Michael Halpern, with draped leopard print velour and cascading sequins at his Halpern show, offered a tribute to the personal style of his mother, Cheryl. In her show notes, Molly Goddard wrote that she wanted to capture the joyful mood of “people out to have fun,” her hallmark color-popping cascading ruffles tempered into wearable T-shirt dresses and puffball skirts. And inspired by the conversations about women’s bodily autonomy that have followed the U.S. Supreme Court decision to eliminate the constitutional right to abortion, Christopher Kane delved into the female anatomy, from riblike slivers of clear PVC strips that held together cutaway skirts and bralets to the more literal medical illustrations of muscles and veins that embellished silk column gowns.
It was Erdem — whose collection explored the preservation of the past, specifically by those in art conservation — who came closest to matching the mood of the nation. The sweeping double-breasted trench ballgowns, shredded silk coats and full-skirted dresses with intricate floral embroidery — some shrouded in dust sheet-esque white veils — felt elegiac, especially shown amid the colonnades of the British Museum, just as the sun was beginning to set.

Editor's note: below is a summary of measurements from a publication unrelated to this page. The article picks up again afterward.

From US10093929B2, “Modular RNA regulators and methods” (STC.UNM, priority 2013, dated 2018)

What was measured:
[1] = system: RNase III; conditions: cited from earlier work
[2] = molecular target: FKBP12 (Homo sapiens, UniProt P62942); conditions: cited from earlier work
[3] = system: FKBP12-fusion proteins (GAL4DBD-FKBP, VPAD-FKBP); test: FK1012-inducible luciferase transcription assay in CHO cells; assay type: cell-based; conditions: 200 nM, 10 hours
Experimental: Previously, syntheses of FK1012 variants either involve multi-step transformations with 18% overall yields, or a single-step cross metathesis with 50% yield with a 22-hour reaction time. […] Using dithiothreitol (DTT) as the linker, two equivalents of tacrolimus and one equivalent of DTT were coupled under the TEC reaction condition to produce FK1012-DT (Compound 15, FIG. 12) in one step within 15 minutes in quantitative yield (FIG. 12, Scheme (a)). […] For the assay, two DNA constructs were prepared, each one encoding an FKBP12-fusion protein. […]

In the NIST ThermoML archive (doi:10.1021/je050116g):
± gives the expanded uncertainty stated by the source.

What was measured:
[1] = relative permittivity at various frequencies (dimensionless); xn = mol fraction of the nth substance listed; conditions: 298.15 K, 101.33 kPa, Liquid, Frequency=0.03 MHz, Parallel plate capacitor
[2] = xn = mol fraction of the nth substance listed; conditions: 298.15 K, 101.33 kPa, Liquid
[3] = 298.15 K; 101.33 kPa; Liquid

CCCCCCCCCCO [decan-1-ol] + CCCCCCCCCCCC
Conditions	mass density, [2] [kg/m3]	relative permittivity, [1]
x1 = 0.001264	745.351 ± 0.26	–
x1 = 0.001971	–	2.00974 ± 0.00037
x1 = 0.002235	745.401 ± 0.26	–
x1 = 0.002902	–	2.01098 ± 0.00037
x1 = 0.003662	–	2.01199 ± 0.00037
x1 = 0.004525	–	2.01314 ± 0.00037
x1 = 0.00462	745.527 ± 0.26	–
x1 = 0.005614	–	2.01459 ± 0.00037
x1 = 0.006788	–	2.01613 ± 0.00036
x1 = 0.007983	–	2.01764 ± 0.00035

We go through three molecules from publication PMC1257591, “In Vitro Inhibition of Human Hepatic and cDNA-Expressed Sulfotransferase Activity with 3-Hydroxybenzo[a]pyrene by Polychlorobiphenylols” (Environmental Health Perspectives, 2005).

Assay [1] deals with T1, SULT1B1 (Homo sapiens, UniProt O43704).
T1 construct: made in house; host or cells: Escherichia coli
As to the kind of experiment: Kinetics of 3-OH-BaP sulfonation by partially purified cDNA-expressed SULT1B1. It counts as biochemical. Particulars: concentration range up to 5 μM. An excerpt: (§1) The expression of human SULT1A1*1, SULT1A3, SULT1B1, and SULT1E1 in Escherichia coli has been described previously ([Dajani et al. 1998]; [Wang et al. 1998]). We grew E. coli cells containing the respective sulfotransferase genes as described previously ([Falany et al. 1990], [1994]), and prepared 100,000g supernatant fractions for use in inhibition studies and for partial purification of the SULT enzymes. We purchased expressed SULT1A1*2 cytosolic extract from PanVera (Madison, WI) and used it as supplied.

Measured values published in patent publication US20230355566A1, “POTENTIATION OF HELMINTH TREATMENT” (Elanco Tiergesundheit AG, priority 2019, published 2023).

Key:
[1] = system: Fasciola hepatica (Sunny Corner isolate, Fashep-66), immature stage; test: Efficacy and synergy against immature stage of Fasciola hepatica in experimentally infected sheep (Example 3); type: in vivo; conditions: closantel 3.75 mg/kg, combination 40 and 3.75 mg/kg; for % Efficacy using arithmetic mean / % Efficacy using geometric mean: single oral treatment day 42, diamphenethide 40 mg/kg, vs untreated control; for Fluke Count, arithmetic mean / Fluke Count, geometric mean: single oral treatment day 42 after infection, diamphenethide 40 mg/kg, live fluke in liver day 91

Yet what can one do but keep moving forward? With her first foray into menswear, Simone Rocha embodied that spirit in the frescoed halls of the Old Bailey, the central criminal court of England and Wales. Oversize bubble bombers, layers of sequined tulle and delicate petticoats and corsetry grounded with parachute straps — for both sexes — clearly reflected Rocha’s flair for the romantic and the practical while also breaking new ground.